This map corresponds to KidSat image MET 00215424 of the northern regions of Sumatra that was captured on September 27, 1997 during the Shuttle flight STS-86. It is centered at 3.1 degrees S 98.6 degrees E.
As the Space Shuttle Atlantis flew over the Indonesian archipelago last Friday, middle school students across the country photographed the fires and smoke that blanket Sumatra. A joint effort between 23 of the 52 schools participating in this mission, the KidSat camera was used to image a 140 km wide, 1950 km long strip that starts in the northwest (5.24 degrees N, 97.11 degrees E), and follows the Pegunungan Barisan range across the equator to the southern tip of Sumatra (7.44S, 106.1E).
Smoldering underground fires have raged uncontrolled for the past few weeks in Southeast Asia. Originally set to clear land for agriculture, the fires are usually extinguished by the annual monsoon rains. However, this year, the rains had not come due to El Niņo which produces dry conditions in the Indonesia region.
The KidSat camera that photographed these fires is mounted in the overhead starboard window of the Shuttle Atlantis and operates before and after docking with Mir when the Shuttle's windows face the Earth. Students on the ground are linked to the camera through the Internet and a series of satellites. Commands are sent from middle schools through a Mission Operations Gateway at the University of California, San Diego, to a Thinkpad on the Shuttle flight deck. Images are transmitted back to the Jet Propulsion Laboratory where they are immediately placed on the Internet for the KidSat students and the rest of the world to view and use. High school and undergraduate students work in collaboration with scientists and engineers to develop and operate the KidSat systems. Curriculum developed by The Johns Hopkins University Institute for the Academic Advancement of Youth is used in the middle school classrooms to encourage scientific inquiry based on the images.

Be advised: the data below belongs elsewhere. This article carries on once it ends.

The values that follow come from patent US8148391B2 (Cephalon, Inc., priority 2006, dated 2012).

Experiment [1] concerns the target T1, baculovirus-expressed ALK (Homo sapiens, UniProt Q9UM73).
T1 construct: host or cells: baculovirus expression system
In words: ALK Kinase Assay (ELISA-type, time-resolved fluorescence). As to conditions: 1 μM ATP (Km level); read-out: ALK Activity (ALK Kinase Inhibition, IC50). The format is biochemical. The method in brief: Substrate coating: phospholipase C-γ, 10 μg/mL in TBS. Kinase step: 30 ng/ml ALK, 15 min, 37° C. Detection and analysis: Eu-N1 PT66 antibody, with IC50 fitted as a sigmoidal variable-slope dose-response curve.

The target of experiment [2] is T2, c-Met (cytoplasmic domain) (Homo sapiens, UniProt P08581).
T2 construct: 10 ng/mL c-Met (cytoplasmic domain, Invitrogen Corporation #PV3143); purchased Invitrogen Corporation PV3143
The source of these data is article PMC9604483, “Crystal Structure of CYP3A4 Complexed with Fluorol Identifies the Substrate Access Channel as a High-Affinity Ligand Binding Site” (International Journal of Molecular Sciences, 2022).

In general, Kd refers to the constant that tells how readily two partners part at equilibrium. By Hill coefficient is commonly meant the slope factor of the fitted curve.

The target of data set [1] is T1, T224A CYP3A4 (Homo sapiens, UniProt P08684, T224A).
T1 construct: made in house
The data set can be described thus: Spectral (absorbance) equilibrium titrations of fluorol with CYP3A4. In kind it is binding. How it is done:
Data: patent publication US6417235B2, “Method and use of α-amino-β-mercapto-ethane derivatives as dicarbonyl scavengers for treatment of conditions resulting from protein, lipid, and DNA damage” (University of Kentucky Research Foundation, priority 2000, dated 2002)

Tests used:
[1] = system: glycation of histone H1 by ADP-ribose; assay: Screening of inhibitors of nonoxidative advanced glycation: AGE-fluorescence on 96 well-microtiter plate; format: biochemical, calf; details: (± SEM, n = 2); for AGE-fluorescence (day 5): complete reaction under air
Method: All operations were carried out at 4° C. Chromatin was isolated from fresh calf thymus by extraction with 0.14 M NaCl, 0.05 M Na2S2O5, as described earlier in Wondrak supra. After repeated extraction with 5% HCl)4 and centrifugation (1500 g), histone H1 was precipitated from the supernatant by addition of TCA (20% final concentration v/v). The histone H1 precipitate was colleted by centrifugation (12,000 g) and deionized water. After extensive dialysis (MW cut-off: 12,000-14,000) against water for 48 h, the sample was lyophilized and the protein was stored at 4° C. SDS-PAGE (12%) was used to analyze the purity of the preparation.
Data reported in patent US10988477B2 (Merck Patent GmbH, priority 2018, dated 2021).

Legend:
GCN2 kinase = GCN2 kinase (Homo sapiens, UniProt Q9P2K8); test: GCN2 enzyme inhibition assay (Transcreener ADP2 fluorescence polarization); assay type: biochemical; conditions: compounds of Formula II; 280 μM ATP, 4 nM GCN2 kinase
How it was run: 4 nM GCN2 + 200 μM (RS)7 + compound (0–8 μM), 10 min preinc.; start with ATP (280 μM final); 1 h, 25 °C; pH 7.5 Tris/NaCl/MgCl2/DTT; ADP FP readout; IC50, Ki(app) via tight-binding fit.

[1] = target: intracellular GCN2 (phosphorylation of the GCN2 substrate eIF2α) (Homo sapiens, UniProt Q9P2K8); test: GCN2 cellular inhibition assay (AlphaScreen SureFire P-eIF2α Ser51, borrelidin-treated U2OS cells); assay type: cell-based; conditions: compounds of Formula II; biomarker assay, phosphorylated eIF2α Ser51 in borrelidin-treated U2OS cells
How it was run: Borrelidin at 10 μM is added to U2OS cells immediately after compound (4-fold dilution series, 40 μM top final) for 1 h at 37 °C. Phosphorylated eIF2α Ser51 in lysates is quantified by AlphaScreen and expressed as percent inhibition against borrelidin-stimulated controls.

The photographs from the three missions of the KidSat pilot program can be accessed at the following URL: http://www.jpl.nasa.gov/kidsat
The KidSat program was developed by the Jet Propulsion Laboratory, The Johns Hopkins University Institute for the Academic Advancement of Youth, and The University of California, San Diego, with support from NASA's Johnson Space Center. The project is supported by NASA's Office of Human Resources and Education with support from NASA's Offices of Mission to Planet Earth, Space Flight, and Space Science. JPL is a division of the California Institute of Technology (Caltech).
The website formerly known as KidSat was renamed EarthKAM in 1998: http://www.earthkam.ucsd.edu/.